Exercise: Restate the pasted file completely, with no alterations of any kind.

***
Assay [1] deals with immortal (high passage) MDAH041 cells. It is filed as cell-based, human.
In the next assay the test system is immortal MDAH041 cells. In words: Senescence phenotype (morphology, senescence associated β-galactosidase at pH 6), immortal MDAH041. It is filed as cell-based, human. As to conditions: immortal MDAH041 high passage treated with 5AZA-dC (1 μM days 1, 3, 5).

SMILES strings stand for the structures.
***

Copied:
Assay [1] deals with immortal (high passage) MDAH041 cells. It is filed as cell-based, human.
In the next assay the test system is immortal MDAH041 cells. In words: Senescence phenotype (morphology, senescence associated β-galactosidase at pH 6), immortal MDAH041. It is filed as cell-based, human. As to conditions: immortal MDAH041 high passage treated with 5AZA-dC (1 μM days 1, 3, 5).

SMILES strings stand for the structures.